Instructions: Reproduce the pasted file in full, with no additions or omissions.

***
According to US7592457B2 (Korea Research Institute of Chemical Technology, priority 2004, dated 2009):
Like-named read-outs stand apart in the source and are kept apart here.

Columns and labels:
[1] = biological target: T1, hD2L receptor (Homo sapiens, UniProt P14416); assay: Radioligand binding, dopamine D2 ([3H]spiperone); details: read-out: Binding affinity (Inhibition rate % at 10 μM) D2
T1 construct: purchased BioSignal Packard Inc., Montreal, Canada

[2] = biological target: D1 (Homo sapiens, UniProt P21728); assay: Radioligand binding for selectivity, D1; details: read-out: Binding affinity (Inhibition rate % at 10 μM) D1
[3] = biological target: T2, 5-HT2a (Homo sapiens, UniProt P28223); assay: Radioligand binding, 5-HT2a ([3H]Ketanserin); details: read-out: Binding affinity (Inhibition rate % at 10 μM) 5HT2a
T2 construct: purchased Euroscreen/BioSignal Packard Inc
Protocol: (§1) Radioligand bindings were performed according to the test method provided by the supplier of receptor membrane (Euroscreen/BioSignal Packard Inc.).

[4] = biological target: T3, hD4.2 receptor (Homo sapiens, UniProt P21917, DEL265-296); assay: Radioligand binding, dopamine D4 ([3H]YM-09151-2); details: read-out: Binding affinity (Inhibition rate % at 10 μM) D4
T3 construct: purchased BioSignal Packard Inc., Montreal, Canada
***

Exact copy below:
According to US7592457B2 (Korea Research Institute of Chemical Technology, priority 2004, dated 2009):
Like-named read-outs stand apart in the source and are kept apart here.

Columns and labels:
[1] = biological target: T1, hD2L receptor (Homo sapiens, UniProt P14416); assay: Radioligand binding, dopamine D2 ([3H]spiperone); details: read-out: Binding affinity (Inhibition rate % at 10 μM) D2
T1 construct: purchased BioSignal Packard Inc., Montreal, Canada

[2] = biological target: D1 (Homo sapiens, UniProt P21728); assay: Radioligand binding for selectivity, D1; details: read-out: Binding affinity (Inhibition rate % at 10 μM) D1
[3] = biological target: T2, 5-HT2a (Homo sapiens, UniProt P28223); assay: Radioligand binding, 5-HT2a ([3H]Ketanserin); details: read-out: Binding affinity (Inhibition rate % at 10 μM) 5HT2a
T2 construct: purchased Euroscreen/BioSignal Packard Inc
Protocol: (§1) Radioligand bindings were performed according to the test method provided by the supplier of receptor membrane (Euroscreen/BioSignal Packard Inc.).

[4] = biological target: T3, hD4.2 receptor (Homo sapiens, UniProt P21917, DEL265-296); assay: Radioligand binding, dopamine D4 ([3H]YM-09151-2); details: read-out: Binding affinity (Inhibition rate % at 10 μM) D4
T3 construct: purchased BioSignal Packard Inc., Montreal, Canada